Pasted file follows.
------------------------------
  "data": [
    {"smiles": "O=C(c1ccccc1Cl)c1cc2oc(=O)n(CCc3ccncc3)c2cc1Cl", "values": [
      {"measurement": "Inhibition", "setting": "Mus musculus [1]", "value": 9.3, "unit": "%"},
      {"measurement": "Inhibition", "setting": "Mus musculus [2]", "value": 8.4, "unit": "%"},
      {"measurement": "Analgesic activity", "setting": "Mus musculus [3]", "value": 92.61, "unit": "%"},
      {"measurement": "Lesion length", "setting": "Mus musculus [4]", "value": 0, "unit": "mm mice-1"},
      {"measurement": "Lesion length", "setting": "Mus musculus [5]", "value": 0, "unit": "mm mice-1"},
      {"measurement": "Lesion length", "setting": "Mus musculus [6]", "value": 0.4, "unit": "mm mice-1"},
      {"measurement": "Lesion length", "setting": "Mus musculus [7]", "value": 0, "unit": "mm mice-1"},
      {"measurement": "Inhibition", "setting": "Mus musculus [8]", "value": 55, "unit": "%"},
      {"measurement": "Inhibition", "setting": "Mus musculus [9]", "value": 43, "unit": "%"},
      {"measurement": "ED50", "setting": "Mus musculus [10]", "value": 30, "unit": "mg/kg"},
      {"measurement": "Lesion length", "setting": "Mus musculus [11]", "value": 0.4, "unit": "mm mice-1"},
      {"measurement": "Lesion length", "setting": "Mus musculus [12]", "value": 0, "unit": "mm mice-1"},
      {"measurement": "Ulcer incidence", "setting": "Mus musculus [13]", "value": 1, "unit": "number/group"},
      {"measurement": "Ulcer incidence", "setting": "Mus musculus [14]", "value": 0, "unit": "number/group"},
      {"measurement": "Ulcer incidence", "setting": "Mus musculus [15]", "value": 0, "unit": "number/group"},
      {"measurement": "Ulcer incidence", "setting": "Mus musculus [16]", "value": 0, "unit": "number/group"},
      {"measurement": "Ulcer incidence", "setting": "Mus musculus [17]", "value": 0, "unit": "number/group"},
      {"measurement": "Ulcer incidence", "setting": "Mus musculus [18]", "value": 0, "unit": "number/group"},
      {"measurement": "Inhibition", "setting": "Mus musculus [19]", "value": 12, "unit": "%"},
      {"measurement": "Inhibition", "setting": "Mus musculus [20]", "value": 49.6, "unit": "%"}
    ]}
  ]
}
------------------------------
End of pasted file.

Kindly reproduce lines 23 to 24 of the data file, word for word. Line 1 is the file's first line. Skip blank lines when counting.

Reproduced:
    ]}
  ]